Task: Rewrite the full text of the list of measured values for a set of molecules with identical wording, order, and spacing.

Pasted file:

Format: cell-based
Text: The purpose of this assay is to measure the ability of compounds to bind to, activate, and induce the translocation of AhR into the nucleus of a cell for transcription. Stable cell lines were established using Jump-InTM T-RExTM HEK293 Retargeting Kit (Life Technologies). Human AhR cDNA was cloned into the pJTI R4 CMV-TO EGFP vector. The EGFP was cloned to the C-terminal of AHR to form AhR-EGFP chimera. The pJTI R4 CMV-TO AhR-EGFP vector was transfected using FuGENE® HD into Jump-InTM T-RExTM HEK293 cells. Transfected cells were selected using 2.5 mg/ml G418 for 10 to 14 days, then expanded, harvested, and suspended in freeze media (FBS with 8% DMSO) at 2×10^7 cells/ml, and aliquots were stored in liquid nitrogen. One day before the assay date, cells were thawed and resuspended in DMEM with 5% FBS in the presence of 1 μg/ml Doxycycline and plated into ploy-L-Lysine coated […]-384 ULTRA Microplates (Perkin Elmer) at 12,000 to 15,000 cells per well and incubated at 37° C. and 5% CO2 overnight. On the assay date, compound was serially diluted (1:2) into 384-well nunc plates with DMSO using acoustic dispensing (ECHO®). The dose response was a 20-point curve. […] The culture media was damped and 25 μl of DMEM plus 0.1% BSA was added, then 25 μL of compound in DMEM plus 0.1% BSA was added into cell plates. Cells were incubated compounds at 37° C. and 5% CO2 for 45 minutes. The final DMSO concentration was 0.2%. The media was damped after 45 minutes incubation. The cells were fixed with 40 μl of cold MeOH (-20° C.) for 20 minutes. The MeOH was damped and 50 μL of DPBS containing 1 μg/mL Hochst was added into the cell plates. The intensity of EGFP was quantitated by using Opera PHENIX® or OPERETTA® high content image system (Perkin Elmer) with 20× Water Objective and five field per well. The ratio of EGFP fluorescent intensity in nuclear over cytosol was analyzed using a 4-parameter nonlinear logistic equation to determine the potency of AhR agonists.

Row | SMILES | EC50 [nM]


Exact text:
Format: cell-based
Text: The purpose of this assay is to measure the ability of compounds to bind to, activate, and induce the translocation of AhR into the nucleus of a cell for transcription. Stable cell lines were established using Jump-InTM T-RExTM HEK293 Retargeting Kit (Life Technologies). Human AhR cDNA was cloned into the pJTI R4 CMV-TO EGFP vector. The EGFP was cloned to the C-terminal of AHR to form AhR-EGFP chimera. The pJTI R4 CMV-TO AhR-EGFP vector was transfected using FuGENE® HD into Jump-InTM T-RExTM HEK293 cells. Transfected cells were selected using 2.5 mg/ml G418 for 10 to 14 days, then expanded, harvested, and suspended in freeze media (FBS with 8% DMSO) at 2×10^7 cells/ml, and aliquots were stored in liquid nitrogen. One day before the assay date, cells were thawed and resuspended in DMEM with 5% FBS in the presence of 1 μg/ml Doxycycline and plated into ploy-L-Lysine coated […]-384 ULTRA Microplates (Perkin Elmer) at 12,000 to 15,000 cells per well and incubated at 37° C. and 5% CO2 overnight. On the assay date, compound was serially diluted (1:2) into 384-well nunc plates with DMSO using acoustic dispensing (ECHO®). The dose response was a 20-point curve. […] The culture media was damped and 25 μl of DMEM plus 0.1% BSA was added, then 25 μL of compound in DMEM plus 0.1% BSA was added into cell plates. Cells were incubated compounds at 37° C. and 5% CO2 for 45 minutes. The final DMSO concentration was 0.2%. The media was damped after 45 minutes incubation. The cells were fixed with 40 μl of cold MeOH (-20° C.) for 20 minutes. The MeOH was damped and 50 μL of DPBS containing 1 μg/mL Hochst was added into the cell plates. The intensity of EGFP was quantitated by using Opera PHENIX® or OPERETTA® high content image system (Perkin Elmer) with 20× Water Objective and five field per well. The ratio of EGFP fluorescent intensity in nuclear over cytosol was analyzed using a 4-parameter nonlinear logistic equation to determine the potency of AhR agonists.

Row | SMILES | EC50 [nM]